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SSRS – How to Create a Data Source?

, 3 Mar 2014
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CodeProject In the last article on SSRS, we have discussed about adding and deploying Reports using Business Intelligence Development Studio(BIDS). You can read that articles here. In this article we will go over Creating Data Sources in SSRS. To display data in our Report, we need one or more data

In the last article on SSRS, we have discussed about adding and deploying Reports using Business Intelligence Development Studio(BIDS). You can read that articles here. In this article we will go over Creating Data Sources in SSRS.

To display data in our Report, we need one or more data sources. A data source is actually a connection string. The content of the string depends on the data provider we use.

Connection String

  • Syntax of the connection string is specific to data provider.
  • It describes the location of the data for Reports.
  • It contains optional keywords for authentication.

In Reporting services , the data source file also specifies the authentication method to use when establishing a connection. We need to specify whether the Report uses Windows Authentication or others.

Authentication Properties

There are 4 types of authentication properties available in SSRS. They are following:

  • Windows integrated security
  • Specific user credentials
  • Prompted credentials
  • No credentials

There are different types of data sources the Reporting Services support. Probably the most common type of data we use in Reports are Relational Data. Reporting Services support a wide range of Relational Data Sources which are given below.

  • SQL Server
  • SQL Azure
  • Parallel Data Warehouse
  • Oracle
  • TERADATA
  • OLE DB
  • ODBC

We can also use Multidimensional Data in Reports using any of the below data providers.

  • Analysis Services
  • SAP Netweaver BI
  • Hyperion Essbase

We can also use XML Data and SharePoint Lists as data sources for Reports.

There are majorly 2 types of Data Sources.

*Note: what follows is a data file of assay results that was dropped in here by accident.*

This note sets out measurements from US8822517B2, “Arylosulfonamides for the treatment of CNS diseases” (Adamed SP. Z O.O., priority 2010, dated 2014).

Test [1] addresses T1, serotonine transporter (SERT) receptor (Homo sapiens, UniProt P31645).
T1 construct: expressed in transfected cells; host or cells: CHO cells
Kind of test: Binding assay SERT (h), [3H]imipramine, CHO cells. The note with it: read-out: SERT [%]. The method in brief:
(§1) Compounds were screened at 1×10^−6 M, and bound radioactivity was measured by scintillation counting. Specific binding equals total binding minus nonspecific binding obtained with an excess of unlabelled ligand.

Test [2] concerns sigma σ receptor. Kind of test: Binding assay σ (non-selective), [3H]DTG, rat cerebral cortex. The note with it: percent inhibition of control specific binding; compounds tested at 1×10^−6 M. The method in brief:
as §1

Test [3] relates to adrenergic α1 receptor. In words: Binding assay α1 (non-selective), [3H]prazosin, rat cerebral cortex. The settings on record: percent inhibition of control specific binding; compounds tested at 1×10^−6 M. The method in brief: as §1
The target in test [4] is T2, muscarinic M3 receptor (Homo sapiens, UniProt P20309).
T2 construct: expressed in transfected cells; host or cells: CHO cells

1. Shared Data Sources

Typically we use a Shared Data Source to define the connection information if the project contains many Reports. If connection information changes later such as move a source database to a different server, the administrator can update the definition once and all the associated Reports get the data from the correct location.

2. Embedded Data Sources

In this case, we don’t create a separate data source file, but create a data source definition inside of each Reports. The advantage of using Embedded Data Source is that we can use dynamic connection strings. Disadvantage is that if we need to make change to the connection string, we need to open every Report and edit the connection string which will be a very tedious process if there are a lot of Reports.

Now let’s have a quick look at how to create Data Sources in SQL Server Reporting Services(SSRS).

First of all, create a new Report Project and a new Report, Report1 which we have already discussed in the previous article.

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Now we are going to add a Shared Data Source for MyDataSource. In Solution Explorer, we can see the Shared Data Sources folder. Right click on that and select Add New Data Source.

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Give a name to the data source. The name should not embedded with a space and it has to start with a letter. It is always a good practice to give the same name as that of the database to make it easy to understand.

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Now we need to give Microsoft SQL Server data provider for this data source which is default. But we can see all the available data providers in the drop down list.

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If we know the connection string syntax, click on the Connection string box and type out the string or we can use the Edit button to use the Connection Properties dialogue box.